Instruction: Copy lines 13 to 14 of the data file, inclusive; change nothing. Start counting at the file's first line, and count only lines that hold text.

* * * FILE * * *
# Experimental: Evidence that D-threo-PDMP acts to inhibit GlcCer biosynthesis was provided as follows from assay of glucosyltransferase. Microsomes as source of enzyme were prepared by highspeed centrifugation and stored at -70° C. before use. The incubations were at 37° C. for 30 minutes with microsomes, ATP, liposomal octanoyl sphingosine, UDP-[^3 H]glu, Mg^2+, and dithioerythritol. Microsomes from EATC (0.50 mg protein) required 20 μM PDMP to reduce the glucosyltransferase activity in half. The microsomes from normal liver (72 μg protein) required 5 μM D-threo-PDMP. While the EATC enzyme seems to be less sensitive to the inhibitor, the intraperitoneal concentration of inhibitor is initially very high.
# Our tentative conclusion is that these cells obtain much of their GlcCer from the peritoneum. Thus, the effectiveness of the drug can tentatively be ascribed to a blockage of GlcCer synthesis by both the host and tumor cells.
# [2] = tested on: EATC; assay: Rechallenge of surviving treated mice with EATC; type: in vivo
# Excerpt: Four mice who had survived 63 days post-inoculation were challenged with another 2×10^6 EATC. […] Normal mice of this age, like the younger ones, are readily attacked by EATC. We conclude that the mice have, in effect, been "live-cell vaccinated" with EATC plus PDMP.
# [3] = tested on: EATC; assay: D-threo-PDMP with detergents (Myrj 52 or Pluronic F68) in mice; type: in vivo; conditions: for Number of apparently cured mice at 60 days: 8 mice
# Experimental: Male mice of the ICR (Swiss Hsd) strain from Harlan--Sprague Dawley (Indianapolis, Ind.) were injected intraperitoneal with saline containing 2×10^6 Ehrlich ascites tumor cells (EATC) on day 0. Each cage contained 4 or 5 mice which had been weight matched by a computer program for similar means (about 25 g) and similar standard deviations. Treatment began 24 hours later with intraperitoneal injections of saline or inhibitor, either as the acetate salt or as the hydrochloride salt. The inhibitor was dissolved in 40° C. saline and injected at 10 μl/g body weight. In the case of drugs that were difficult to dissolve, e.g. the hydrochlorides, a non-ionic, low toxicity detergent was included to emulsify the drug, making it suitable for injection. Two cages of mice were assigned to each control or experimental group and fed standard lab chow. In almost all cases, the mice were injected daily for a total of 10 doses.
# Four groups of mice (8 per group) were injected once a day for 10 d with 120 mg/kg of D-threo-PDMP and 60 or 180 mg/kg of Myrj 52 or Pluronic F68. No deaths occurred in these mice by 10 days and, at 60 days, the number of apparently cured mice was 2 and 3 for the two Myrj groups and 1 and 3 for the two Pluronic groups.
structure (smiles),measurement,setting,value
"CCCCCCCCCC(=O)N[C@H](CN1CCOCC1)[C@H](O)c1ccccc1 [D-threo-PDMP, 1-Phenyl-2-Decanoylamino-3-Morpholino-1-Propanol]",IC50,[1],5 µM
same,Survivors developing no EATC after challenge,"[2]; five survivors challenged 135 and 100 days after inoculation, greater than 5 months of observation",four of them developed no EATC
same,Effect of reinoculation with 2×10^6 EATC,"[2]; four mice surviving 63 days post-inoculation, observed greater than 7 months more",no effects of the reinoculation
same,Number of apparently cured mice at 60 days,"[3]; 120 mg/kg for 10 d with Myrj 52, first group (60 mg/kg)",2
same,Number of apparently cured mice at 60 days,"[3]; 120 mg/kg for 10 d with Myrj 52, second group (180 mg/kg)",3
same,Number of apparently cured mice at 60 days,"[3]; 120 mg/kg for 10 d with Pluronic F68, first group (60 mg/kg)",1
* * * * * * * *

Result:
same,Number of apparently cured mice at 60 days,"[3]; 120 mg/kg for 10 d with Myrj 52, second group (180 mg/kg)",3
same,Number of apparently cured mice at 60 days,"[3]; 120 mg/kg for 10 d with Pluronic F68, first group (60 mg/kg)",1